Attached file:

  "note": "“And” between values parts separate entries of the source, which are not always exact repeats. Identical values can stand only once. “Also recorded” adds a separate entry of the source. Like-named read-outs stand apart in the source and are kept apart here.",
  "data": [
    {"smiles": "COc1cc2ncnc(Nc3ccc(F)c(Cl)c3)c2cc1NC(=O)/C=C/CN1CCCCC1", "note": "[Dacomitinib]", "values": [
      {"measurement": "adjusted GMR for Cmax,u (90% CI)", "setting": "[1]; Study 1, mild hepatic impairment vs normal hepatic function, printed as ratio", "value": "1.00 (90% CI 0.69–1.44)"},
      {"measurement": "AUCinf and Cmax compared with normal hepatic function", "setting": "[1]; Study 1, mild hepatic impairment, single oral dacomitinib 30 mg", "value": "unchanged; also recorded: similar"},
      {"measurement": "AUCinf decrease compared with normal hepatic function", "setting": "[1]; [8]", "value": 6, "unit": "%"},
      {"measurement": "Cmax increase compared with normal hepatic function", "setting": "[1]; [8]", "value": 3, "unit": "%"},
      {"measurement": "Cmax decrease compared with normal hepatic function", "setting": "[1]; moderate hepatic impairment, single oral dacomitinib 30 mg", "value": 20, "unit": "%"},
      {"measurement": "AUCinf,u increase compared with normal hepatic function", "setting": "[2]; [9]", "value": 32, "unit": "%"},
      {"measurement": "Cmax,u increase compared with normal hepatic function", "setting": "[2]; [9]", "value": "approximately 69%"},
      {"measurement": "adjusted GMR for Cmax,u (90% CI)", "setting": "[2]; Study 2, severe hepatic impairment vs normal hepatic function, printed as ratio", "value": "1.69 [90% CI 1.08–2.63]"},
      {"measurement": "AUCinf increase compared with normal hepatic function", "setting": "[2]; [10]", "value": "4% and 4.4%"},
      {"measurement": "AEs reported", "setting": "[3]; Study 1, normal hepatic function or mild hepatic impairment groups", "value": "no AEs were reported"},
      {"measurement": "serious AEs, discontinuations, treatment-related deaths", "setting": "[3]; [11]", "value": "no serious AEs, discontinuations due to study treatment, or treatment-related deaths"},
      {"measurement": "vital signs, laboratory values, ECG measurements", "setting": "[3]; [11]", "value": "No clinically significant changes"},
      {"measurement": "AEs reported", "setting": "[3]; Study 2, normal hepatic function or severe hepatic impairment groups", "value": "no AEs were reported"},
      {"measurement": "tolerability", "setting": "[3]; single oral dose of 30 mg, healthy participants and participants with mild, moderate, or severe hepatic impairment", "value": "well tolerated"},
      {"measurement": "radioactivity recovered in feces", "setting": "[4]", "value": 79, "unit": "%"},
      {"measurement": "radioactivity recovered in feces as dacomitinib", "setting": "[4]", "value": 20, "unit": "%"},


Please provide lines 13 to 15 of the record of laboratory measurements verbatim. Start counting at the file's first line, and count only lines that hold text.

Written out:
      {"measurement": "AEs reported", "setting": "[3]; Study 1, normal hepatic function or mild hepatic impairment groups", "value": "no AEs were reported"},
      {"measurement": "serious AEs, discontinuations, treatment-related deaths", "setting": "[3]; [11]", "value": "no serious AEs, discontinuations due to study treatment, or treatment-related deaths"},
      {"measurement": "vital signs, laboratory values, ECG measurements", "setting": "[3]; [11]", "value": "No clinically significant changes"},